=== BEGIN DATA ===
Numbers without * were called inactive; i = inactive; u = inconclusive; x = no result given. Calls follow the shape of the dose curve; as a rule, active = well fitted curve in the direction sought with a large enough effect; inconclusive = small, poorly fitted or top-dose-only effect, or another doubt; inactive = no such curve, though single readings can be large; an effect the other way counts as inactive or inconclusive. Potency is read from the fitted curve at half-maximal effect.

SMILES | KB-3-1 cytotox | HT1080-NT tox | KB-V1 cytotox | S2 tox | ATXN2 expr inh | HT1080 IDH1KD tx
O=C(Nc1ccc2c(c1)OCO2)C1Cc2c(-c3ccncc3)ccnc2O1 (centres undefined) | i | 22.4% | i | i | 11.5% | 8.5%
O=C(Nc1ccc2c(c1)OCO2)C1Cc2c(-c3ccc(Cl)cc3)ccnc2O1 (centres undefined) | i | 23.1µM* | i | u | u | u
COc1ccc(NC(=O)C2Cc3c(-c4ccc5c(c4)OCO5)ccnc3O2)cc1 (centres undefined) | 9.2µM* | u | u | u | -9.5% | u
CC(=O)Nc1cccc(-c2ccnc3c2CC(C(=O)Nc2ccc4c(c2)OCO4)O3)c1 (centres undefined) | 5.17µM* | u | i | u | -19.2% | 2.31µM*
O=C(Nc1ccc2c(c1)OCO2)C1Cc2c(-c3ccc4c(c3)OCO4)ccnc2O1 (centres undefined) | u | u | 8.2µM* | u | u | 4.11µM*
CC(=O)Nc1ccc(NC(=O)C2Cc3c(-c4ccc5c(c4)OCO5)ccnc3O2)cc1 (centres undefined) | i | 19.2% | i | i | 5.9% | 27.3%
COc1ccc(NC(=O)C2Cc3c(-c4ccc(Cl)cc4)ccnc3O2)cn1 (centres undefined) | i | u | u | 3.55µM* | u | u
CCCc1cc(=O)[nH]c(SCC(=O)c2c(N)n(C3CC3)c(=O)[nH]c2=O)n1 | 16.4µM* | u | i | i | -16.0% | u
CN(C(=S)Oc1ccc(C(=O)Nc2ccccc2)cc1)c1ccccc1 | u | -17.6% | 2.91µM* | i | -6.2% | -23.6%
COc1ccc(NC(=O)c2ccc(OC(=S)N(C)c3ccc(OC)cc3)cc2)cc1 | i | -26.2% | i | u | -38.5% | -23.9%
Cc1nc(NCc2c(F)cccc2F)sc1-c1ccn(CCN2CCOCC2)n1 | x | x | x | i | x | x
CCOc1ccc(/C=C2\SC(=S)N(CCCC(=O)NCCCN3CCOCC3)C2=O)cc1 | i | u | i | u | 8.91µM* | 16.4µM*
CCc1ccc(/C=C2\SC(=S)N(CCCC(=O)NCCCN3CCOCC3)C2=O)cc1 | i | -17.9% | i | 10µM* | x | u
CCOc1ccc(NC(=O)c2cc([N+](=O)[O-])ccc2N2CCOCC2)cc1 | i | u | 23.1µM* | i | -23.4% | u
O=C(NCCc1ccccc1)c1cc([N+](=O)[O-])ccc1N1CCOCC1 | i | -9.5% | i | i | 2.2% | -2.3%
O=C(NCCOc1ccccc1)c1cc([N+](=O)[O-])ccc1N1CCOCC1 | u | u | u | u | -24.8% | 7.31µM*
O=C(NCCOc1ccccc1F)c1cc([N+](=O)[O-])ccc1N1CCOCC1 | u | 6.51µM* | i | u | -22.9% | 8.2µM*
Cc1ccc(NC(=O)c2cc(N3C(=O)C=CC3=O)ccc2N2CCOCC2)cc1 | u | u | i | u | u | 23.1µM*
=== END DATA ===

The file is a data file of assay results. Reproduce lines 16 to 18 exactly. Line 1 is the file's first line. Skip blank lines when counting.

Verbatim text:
CCOc1ccc(NC(=O)c2cc([N+](=O)[O-])ccc2N2CCOCC2)cc1 | i | u | 23.1µM* | i | -23.4% | u
O=C(NCCc1ccccc1)c1cc([N+](=O)[O-])ccc1N1CCOCC1 | i | -9.5% | i | i | 2.2% | -2.3%
O=C(NCCOc1ccccc1)c1cc([N+](=O)[O-])ccc1N1CCOCC1 | u | u | u | u | -24.8% | 7.31µM*